Bachelor's degree inform. The language of instruction is Czech.
The programme can be studied only as a single subject.
Submission deadline until midnight 28 February 2023.
The single-subject Bachelor’s degree programme in Psychology without specialization provides general knowledge of theories and approaches in the fields of modern psychology, as well as basic knowledge from complementary and interdisciplinary branches. The main objective of the Bachelor’s degree programme in Psychology is to acquaint students with a variety of fundamental (theoretical) and applied, general and specialized branches of psychology, as well as with essential psychological theories and methodology. By the end of the studies, students will acquire basic knowledge and skills in different areas of psychology, including applied areas. Apart from this, the programme involves courses and activities aimed at promoting personal development, development of communication skills, introspection, and providing social support and psychological help to clients.
Another objective of the study programme is to provide students with an overview of psychological topics and issues in related social sciences and other branches (philosophy, child and adult education, sociology, social anthropology, political science, human ecology, etc.) to expand their general knowledge base. The Bachelor’s degree programme of Psychology is designed as theory-focused and broad in scope to enable subsequent studies in more specialized, both psychological and non-psychological, Master’s degree programmes.
““The great use of a life is to spend it for something that outlasts it.” (W. James)”
Thus, apart from providing a basic qualification for employment in certain non-professional (non-psychological) areas, the Bachelor’s degree programme in Psychology is primarily designed to cover fundamental psychological courses that will allow students to continue their studies in two-year Master’s degree programmes (especially in psychology, but also in related fields such as sociology, andragogy, social work, etc.). Bachelor studies of Psychology do NOT by themselves provide necessary qualifications for working in psychological professions, nor do they ensure competences needed for independent and unsupervised psychological practice. In other words, students graduating from the Bachelor’s degree programme of Psychology are not yet qualified to work as psychologists.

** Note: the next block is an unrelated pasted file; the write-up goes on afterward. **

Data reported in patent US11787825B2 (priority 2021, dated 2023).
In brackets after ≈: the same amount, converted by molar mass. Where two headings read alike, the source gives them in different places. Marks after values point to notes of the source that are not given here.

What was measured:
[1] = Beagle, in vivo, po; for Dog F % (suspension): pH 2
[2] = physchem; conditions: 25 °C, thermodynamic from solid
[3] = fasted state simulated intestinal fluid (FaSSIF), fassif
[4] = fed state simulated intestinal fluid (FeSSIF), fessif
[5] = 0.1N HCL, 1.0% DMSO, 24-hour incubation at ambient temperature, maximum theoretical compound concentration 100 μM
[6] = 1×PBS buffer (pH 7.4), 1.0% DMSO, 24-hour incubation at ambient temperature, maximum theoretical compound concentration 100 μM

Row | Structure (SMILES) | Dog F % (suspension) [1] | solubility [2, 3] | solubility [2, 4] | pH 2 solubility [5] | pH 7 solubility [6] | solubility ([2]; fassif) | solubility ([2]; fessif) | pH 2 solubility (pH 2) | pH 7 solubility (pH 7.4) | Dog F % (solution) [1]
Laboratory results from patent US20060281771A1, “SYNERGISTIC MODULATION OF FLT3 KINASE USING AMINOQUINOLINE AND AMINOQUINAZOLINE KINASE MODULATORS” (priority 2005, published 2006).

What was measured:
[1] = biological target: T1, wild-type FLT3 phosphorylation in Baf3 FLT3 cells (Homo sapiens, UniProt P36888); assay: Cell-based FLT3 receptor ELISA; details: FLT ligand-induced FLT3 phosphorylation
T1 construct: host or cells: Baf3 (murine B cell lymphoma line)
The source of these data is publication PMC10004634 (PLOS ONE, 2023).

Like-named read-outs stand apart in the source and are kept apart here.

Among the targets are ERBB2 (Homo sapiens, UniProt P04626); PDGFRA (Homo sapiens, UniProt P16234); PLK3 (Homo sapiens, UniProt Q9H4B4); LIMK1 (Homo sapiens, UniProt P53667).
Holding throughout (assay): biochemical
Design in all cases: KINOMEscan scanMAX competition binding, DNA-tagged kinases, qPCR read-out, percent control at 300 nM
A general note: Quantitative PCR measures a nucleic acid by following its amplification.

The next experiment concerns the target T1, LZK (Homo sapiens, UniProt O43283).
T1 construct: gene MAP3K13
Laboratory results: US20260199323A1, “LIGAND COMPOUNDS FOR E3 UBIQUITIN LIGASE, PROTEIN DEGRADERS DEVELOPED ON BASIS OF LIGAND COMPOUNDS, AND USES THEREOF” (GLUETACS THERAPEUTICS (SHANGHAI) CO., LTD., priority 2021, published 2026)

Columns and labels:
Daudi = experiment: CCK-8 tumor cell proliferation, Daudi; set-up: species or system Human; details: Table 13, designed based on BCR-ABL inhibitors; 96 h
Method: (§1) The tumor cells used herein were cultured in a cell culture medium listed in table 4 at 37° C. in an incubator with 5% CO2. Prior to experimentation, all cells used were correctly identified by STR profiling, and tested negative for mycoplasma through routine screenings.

Bachelor studies in psychology require from students to constantly develop and demonstrate understanding of various aspects of individual and social functioning, analytical and critical thinking, strong academic, social and communication skills, as well as personal maturity. It places strong emphasis on the ability to integrate different approaches and pieces of information from various areas.
In the process of competence acquisition leading to the profession of a qualified psychologist, Bachelor studies represent the first, i.e. lowest, stage. Students are expected to master the essential theoretical basics of psychology as well as practical skills needed for professions available to the holders of a Bachelor’s degree in Psychology.
Practical skills and experience can be developed in two practical courses in two different placements (Practice in the Social Care I and Practice in the Social Care II).
Practice in the Social Care I, with duration of 5 days (40 hours), is a compulsory practical course (for three credits) with recommended completion in Semester 2. Students can arrange placements by themselves (e.g. in their home towns) at various types of facilities providing social care (nursing homes, old people’s homes, hospices, charity organizations, youth detention centres, children’s homes, etc.). The placement must be completed outside regular classes (e.g. during the exam period, on holidays, weekends, free days, or in periods between lessons), i.e. it should not overlap with the student’s timetable.
The placement provides contact with various aspects of social work related to coping with difficult social situations depending on the client’s social functioning in these situations. The objective is to see how such facilities and services operate, provide help and assistance where needed, and get acquainted with some of the darker sides of human life. By the end of the placement, students will adopt some of the appropriate ways of dealing with clients of that institution and will be able to use the new experience and knowledge in later work with similar clients.
Later on in the course of the studies, students can selectively enrol on Practice in the Social Care II with similar duration for another three credits. The placement takes place in a different facility so that the students can obtain different types of experience. All other course requirements are the same as for Practice in the Social Care I.